A comparative review between Polyprint's Texjet Inks Pretreatment for Darks and Pretreatment for Lights liquid solutions, regarding their targeted garments applications.
A pretreatment solution is an aquatic polymeric emulsion that fills in the spaces between the weaving of the fabric. When its cured, it creates an invisible film that provides a smooth surface ideal for the inks to be adhered upon and result in a high-quality print.
Depending, mainly, on the color of the fabric that you want to print on, but also its type, there are two main categories of pretreatment liquids. One targets dark and black colored garments and the second one white and light-colored garments. Below, each category is examined in detail.
Texjet Inks - Pretreatment for Darks
When printing on dark or black colored garments an intermediate layer between the fabric and the inks needs to be created so that later the inks could be printed and fixated upon. The application of a pretreatment layer is vital in dark garments in order for the colors to adhere to it, be visible and not soak into the fabric. If no pretreatment is applied, the inks will be absorbed into the fabric and due to its dark tint, they will appear extremely faded and almost like there is no ink at all.
By applying a pretreatment solution prior to printing on dark garments, you basically coat the fibers with an agent and when its cured, creates a bond with the applied inks and stabilizes them on the surface. This way, the white ink, but also the CMYK colors that are printed afterwards, can adhere to it and not disappear.
Generally, precoating solution is required and can be used in all types of dark colored fabrics. Nevertheless, the current applications of such solutions are mostly targeted towards cotton or blends (with up to 50% cotton). Polyester is considered a difficult fabric to print on with water-based inks (those that are used in DTG), because is a synthetic hydrophobic fiber, meaning that repels the inks. For that reason, most pretreatment solutions work better in cotton or blends since they display optimum results in those cases.
Polyprint offers the Texjet Inks - Pretreatment for Darks solution that is specifically formulated to enhance the performance of the Texjet Inks. It leads to superior quality prints, by increasing the inks vibrancy and sharpness, alongside their wash endurance.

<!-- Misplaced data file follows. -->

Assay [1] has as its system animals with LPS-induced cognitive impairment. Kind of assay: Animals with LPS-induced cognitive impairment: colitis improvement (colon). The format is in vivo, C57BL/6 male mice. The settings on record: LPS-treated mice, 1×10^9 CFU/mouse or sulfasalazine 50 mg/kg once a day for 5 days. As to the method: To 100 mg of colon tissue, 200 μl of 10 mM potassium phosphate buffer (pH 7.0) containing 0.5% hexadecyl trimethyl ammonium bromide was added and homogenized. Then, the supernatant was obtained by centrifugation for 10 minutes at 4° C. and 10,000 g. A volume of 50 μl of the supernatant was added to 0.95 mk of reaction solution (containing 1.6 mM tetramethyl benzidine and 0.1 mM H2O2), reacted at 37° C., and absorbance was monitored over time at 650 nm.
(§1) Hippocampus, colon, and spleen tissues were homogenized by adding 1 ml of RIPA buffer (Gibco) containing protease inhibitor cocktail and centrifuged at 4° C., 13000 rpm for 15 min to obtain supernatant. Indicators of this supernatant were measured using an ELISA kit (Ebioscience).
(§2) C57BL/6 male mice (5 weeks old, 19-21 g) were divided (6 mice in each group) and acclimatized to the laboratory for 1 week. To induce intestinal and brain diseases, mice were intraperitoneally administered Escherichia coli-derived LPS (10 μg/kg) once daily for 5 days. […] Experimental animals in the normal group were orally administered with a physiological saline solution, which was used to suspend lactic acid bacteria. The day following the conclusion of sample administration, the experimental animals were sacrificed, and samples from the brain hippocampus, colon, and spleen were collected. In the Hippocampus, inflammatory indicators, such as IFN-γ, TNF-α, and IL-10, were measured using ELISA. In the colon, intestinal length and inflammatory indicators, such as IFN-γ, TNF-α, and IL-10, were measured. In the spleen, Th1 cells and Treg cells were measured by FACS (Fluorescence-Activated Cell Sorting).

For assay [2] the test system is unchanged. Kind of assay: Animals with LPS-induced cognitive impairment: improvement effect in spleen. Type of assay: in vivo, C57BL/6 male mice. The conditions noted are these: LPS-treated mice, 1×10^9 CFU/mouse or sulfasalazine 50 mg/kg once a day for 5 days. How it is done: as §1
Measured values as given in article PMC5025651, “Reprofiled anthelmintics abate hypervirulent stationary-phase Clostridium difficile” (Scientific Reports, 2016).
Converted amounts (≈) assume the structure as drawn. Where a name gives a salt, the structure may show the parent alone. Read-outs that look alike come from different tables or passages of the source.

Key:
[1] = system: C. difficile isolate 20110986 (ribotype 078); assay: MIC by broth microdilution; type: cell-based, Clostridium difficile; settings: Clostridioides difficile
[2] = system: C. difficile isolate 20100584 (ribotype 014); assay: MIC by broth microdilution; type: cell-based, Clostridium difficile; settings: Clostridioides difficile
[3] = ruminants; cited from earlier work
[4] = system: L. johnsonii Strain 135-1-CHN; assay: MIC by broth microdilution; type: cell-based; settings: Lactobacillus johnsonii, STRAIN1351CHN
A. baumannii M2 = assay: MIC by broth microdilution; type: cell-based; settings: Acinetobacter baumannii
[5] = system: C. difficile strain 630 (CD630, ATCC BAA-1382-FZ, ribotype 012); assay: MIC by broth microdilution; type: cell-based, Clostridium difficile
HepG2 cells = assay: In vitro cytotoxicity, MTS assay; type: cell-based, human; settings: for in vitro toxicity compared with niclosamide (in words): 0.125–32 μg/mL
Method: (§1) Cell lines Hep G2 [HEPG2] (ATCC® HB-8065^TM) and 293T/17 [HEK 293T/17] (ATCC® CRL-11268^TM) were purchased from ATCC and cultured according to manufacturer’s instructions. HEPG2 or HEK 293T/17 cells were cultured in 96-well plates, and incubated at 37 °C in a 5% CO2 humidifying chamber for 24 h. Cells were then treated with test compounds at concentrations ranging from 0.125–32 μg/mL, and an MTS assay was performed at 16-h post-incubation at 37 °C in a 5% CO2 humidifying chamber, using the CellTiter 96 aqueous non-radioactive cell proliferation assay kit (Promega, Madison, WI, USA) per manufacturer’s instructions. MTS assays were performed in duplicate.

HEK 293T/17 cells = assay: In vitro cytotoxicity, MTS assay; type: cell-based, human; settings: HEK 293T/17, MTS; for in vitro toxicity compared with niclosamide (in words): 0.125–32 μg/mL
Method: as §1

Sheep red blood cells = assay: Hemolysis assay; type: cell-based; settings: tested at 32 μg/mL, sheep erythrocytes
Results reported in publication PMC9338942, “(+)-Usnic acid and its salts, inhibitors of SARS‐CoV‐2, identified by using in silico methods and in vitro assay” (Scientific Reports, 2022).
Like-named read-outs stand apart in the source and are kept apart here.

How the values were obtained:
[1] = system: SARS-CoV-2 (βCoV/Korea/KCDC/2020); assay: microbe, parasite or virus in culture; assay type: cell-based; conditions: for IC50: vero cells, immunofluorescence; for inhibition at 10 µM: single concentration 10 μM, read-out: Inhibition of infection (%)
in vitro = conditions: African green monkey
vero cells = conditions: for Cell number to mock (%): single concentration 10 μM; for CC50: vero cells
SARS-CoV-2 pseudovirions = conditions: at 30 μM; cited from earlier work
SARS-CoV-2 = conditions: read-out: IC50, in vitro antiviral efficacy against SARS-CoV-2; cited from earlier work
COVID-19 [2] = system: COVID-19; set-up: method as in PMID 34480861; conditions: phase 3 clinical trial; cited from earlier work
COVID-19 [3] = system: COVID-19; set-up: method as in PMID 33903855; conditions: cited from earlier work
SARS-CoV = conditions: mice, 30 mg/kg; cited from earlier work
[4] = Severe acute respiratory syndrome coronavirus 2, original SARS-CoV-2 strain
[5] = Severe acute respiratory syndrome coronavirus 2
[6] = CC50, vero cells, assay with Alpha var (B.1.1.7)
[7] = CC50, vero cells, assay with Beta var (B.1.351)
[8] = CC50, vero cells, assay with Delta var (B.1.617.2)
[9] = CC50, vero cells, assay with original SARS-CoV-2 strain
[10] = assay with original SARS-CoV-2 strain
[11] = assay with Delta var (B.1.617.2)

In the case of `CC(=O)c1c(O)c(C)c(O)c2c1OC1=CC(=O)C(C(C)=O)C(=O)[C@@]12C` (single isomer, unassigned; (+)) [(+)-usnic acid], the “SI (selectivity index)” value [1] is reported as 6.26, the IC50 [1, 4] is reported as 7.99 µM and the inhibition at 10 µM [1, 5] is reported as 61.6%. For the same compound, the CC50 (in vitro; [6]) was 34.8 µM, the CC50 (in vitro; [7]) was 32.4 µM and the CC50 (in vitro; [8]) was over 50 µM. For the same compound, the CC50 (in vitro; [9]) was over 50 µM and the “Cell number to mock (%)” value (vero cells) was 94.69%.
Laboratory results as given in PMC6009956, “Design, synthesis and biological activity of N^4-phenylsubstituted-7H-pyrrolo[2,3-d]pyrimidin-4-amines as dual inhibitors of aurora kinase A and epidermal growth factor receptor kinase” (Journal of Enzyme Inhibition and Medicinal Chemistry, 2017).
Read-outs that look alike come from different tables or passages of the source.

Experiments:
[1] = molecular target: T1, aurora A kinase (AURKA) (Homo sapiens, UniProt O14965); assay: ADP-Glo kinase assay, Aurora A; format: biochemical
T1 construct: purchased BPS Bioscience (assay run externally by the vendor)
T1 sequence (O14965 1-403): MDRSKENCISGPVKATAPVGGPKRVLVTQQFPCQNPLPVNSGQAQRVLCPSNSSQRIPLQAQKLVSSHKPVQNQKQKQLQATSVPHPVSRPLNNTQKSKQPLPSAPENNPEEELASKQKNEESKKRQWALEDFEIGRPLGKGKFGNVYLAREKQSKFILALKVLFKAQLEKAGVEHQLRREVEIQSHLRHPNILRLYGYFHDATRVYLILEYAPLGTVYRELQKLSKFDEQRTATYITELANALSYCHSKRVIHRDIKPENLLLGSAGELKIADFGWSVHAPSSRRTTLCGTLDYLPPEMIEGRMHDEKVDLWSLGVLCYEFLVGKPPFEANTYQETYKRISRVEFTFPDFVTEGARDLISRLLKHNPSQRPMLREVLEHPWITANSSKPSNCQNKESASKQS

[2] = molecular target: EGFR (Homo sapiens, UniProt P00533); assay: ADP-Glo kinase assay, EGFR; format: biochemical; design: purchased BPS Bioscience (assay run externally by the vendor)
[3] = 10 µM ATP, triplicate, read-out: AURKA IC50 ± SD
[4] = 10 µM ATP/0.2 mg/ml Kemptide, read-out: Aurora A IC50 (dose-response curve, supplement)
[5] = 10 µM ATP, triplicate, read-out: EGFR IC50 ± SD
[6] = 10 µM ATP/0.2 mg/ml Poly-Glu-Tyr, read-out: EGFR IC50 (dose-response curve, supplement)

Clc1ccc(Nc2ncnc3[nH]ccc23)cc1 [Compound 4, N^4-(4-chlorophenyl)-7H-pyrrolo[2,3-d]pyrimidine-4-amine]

Tip: The recommended pretreatment amount for a 40cm x 60cm (15.7"x23.6") area (150 gr/m2 t-shirt), when pretreating dark cotton with the Texjet Inks - Pretreatment for Darks liquid, is about 21 to 25 ml - depending on fabric thickness and quality.
Texjet Inks - Pretreatment for Lights
As far as white and light-colored cotton garments, pretreatment application is not essential, as printing direct to the garment is feasible (no white under base is needed) and results in an exceptional quality print. Polyprint gives you the opportunity to increase your print’s vividness and at the same time boost the wash resistance of your fabrics by using the Texjet Inks - Pretreatment for Lights solution. This solution enhances the inks’ vibrancy while increasing the wash endurance of your print, meaning less evident fade of the colors through washing.
In the case of white and light-colored fabrics made of synthetic fibers like polyester, the use of a pretreatment solution such as the Pretreatment for Lights solution from Polyprint is essential. As mentioned before, polyester is a tricky fabric that is hydrophobic and repels the water-based inks that are used in most DTG applications. The pretreatment solution is specifically formulated to have the ability to stabilize the inks on the surface of the garment by stopping the ink's bleeding through polyester fibers.
Tip: The recommended Texjet Inks - Pretreatment for Lights solution amount for a 40cm x 60cm (15.7"x23.6") area, when pretreating light-colored cotton (150 gr/m2 t-shirt) is 14 ml and on light polyester about 20 ml.
If you want to learn what parameters are used for the application of the Texjet pretreatment liquids, follow the link here: Inks & Pretreatment Liquids: Fixation times and temperatures